The top 10 things writers using CMOS should know

Every writer worth their salt works on their craft. Whether you’re reading competitors or doing grammar exercises, that writer brain of yours is learning. There’s a lot to learn, though, especially when you’re trying to match a specific style guide in your writing. Cheat sheet would be too generous of a name, but this article outlines the top 10 things you should know when using the Chicago Manual of Style.

What is a title information sheet and when would I need one?

In publishing, when your book gets presented to the editorial team as a real candidate for selling, your story will be reduced to a single page of to-the-point information known as the title information sheet. This piece of paper is the marketing pitch for your book, and contains important printing details the publisher will need to know for pricing reasons (among other things). So what goes into a title information sheet?

What style guide should I use?

Style guides are used by publishing companies to help them define the rules of language they’ll follow for their publications. While authors may not need intimate knowledge of one, understanding the purpose of each and maybe even learning a couple of rules to improve consistency in your writing is a great idea. Figuring out what style guide to use is pretty simple, and we’ll overview what factors you should consider in this article.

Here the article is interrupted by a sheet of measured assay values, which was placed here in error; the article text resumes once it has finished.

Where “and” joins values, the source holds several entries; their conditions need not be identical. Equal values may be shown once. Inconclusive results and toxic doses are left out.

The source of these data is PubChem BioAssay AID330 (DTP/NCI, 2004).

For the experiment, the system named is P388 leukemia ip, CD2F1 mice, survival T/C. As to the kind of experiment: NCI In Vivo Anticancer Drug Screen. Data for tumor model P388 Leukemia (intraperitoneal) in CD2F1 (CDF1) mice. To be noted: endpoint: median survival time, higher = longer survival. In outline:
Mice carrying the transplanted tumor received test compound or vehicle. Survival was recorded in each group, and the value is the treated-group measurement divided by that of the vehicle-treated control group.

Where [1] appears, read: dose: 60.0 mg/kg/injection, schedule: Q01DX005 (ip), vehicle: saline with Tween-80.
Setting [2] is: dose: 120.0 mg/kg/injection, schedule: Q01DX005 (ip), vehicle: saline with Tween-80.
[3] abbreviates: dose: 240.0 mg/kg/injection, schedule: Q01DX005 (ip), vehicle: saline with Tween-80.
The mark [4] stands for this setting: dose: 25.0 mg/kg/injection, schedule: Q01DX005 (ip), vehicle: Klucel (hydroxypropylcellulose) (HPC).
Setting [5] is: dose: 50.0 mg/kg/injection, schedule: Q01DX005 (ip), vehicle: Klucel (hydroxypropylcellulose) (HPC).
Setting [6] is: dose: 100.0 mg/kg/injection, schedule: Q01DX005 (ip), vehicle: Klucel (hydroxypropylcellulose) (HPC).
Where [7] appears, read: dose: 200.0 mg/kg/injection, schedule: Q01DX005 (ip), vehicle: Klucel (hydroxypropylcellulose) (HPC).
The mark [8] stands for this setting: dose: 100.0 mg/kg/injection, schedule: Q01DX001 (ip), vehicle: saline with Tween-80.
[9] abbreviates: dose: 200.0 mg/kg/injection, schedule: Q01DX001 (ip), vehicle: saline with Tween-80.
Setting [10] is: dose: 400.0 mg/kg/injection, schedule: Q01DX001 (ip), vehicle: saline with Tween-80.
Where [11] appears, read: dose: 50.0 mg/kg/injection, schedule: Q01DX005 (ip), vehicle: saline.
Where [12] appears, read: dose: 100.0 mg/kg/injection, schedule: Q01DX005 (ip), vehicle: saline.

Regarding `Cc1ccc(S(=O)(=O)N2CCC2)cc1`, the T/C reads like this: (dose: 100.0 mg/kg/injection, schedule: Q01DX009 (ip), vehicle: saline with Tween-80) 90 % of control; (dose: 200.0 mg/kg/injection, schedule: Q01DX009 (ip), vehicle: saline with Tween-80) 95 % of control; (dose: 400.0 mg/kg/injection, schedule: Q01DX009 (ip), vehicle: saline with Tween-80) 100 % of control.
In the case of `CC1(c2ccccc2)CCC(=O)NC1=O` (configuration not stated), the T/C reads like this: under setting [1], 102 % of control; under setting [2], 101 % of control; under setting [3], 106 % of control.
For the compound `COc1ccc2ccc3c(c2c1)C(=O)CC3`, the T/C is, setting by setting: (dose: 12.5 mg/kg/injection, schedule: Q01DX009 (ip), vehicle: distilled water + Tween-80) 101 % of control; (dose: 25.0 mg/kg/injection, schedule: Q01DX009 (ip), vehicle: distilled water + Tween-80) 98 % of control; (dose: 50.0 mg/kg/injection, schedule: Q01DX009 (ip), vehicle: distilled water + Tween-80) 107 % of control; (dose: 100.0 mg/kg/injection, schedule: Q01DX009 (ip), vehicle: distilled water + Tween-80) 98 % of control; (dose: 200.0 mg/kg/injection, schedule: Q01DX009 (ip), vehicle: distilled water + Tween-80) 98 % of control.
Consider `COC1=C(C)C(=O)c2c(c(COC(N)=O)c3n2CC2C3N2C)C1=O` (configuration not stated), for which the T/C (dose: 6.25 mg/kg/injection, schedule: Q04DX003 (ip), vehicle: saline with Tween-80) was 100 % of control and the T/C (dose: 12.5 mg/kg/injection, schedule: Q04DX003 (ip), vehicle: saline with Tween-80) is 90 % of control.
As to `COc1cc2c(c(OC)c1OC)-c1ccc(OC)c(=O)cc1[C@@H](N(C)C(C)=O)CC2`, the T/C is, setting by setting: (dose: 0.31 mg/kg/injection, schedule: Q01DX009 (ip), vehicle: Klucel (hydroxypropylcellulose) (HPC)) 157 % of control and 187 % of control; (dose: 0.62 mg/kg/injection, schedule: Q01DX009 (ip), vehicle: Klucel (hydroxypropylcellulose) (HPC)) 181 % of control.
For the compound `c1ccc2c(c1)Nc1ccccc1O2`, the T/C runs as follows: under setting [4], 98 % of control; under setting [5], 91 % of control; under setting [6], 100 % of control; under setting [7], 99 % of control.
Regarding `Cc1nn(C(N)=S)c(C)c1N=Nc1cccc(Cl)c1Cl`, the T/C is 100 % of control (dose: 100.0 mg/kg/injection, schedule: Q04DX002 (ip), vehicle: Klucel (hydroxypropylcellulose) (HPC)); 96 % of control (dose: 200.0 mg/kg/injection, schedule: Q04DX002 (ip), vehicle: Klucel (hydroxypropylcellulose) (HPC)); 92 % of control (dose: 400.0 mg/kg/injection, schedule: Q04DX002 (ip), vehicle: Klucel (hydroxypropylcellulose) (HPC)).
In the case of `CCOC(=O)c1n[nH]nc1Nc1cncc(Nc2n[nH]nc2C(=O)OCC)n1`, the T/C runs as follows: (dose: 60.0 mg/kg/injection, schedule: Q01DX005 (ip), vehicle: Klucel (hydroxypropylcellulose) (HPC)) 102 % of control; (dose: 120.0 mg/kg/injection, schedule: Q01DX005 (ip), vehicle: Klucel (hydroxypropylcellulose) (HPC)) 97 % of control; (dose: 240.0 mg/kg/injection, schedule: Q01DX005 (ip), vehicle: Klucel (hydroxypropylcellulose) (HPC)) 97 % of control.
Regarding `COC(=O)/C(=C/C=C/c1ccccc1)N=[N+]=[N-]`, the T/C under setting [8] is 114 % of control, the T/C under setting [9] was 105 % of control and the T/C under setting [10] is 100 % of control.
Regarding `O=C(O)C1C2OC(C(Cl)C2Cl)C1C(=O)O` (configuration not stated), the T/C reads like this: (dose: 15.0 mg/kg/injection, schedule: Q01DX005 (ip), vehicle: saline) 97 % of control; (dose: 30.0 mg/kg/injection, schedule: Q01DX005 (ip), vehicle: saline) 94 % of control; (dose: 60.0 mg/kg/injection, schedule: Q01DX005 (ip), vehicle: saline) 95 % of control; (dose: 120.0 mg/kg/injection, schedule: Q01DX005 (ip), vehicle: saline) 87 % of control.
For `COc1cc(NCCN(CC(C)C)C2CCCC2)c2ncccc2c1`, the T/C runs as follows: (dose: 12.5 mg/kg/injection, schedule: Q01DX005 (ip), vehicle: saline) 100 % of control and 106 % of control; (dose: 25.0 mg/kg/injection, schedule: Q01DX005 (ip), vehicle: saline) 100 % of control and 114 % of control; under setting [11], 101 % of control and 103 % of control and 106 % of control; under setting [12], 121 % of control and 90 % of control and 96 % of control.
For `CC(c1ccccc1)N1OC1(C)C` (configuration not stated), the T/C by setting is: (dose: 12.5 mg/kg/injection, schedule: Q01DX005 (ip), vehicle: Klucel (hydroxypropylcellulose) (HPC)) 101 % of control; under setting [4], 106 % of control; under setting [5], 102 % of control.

What is a style sheet and how do I make one?

An under-used tool amongst writers, the style sheet is the go-to reference for editors. Why? Simply put: A style sheet helps you maintain consistency, keep track of important dates and characters, and even reminds you whether you preferred the Oxford comma or not (you heathen).

What are beta readers and why do you need them?

Whether this is your first project or your seventh book, beta readers will give you a broader perspective of your content. If you choose them well, they’ll provide you with insights about narrative development, believability, and impact. In this article, I’ll talk about why you need beta readers, how to find them, and what to look for when selecting them.

How to self-edit (properly) in 5 steps

Oh, what? An editor saying you can self-edit? Don’t get too excited. You can do it, and you should do it, but you should not be the last person to do it. That said, there are some pretty standard steps involved when reviewing your work before you send it out into the world (or even to an editor!).

Why on earth do you need an editor?

The goal of any editor is to bring out the strongest version of the text in front of us, no matter what stage it’s at. We are ever-so-careful of the suggestions and comments we make as we strive for better understanding of the material and its design. You have a goal in mind for this work and we’re the intermediary who helps you reach your target audience the most effectively.